"It's hard not to sound like I'm talking down to other teams, but the main reason teams like AGDI, Phoenix, and IA finish products is because we're not the usual fan-game team," says Mills. "The usual team starts with someone coming up with a great idea, posting a thread on a forum espousing their idea, garnering a few accolades for their idea, forming a team, and starting their own forums. After the excitement passes the production stops. IA isn't like that. We're a group of people with similar outlooks on life and humor and we're all old enough to have real jobs and real lives outside of our hobby. It keeps us grounded in reality. All teams that release a game have something in common: refusing to stop when the enthusiasm inevitably begins to wane."
"We've been lucky to have such a stubborn team," Brimhall says. "If I knew how complicated making a game was before we started the King's Quest I remake, I don't know if I would have continued the project. Luckily, whenever we start something, our sense of pride forces us to finish it regardless of the sacrifices we must endure. Of course, finishing a project always gives us the motivation to propel us into a new project, and the cycle continues."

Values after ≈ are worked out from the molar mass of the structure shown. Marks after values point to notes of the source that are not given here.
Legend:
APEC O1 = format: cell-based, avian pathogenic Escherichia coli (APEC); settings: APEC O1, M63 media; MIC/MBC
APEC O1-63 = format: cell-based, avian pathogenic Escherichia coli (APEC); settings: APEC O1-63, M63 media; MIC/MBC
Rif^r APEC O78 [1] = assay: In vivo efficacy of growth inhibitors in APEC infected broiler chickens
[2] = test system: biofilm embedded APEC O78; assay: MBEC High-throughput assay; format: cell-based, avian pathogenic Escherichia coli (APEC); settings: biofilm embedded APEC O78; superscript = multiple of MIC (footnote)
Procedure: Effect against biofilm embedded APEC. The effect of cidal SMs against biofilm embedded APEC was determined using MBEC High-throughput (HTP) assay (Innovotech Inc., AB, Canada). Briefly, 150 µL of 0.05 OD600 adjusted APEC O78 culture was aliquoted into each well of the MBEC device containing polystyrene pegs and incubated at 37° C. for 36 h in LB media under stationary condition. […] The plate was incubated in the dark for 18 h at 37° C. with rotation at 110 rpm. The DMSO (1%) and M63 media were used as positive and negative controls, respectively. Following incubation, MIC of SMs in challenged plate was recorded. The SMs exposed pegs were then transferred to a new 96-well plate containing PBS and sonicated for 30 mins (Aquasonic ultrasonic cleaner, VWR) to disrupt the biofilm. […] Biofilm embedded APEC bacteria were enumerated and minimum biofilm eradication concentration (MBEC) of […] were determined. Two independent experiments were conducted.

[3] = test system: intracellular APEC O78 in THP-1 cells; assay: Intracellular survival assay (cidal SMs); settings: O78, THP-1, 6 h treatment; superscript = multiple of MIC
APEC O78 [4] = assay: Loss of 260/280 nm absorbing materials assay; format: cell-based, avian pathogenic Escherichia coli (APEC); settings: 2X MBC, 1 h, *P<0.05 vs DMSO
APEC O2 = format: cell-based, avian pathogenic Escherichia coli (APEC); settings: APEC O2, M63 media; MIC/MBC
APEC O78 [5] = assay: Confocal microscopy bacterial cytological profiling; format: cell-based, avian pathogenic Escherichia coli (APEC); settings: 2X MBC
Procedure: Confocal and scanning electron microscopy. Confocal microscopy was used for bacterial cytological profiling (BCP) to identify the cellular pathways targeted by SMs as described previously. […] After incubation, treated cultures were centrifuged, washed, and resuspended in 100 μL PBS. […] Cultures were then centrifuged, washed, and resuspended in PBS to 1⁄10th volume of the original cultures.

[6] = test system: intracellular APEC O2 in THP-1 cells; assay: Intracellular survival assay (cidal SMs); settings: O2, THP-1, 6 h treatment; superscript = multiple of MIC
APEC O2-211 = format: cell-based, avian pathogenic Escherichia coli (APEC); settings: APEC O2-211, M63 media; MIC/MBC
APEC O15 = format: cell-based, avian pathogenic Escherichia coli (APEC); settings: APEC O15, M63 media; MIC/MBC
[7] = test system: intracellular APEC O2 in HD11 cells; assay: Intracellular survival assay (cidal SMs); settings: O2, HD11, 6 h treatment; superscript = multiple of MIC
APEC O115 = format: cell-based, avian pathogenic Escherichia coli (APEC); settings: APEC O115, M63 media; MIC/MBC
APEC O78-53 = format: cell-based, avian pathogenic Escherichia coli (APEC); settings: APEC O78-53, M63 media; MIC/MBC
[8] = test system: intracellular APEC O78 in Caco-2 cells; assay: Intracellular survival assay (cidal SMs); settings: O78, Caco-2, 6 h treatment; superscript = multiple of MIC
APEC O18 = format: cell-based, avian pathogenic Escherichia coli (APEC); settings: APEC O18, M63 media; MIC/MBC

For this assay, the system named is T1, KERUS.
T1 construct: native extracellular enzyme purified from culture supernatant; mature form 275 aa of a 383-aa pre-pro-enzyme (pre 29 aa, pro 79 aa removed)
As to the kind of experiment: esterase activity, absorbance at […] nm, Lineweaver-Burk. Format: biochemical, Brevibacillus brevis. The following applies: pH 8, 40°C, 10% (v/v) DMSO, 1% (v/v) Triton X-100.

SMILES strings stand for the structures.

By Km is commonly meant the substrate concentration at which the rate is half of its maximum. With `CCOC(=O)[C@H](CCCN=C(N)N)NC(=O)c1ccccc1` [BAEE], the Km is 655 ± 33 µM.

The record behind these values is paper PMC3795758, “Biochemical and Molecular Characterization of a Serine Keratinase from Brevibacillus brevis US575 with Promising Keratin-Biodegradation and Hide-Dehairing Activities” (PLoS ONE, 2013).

So, what is the key to starting your own adventure game company that creates and completes adventure games over and over again to critical acclaim?
The answer lies in the holy trinity of preparation, organization, and motivation. It is not enough to come up with an idea and make a few sketches. The game creators need to plan every step, plot every move, organize themselves in a workable and efficient manner, and push themselves forward to success. Whether your muse is the dedicated fans who share your passion, your own strong sense of pride, or the solid grounding of a normal life to keep you focused, you must find a way to persevere.
Tap into as many creative juices as you can and figure out what you need to do to make this project complete. Make sure you have a clear path that is well planned and set goals for yourself regarding what phase of production you want to be in at certain times. A to-do list helps you keep track of what you have and what you need to complete. All this preplanning leaves your mind free to explore the creative aspect of game creation without the chaos that comes with a lack of structure. If the road is made visible and you push yourself to the utmost limits and never give up, you can indeed arrive at the light at the end of the tunnel. Perhaps someday your game may be mentioned in the same breath as King's Quest. However, you never know until you do it.
Well, what are you waiting for? Get out there and make that dream a reality!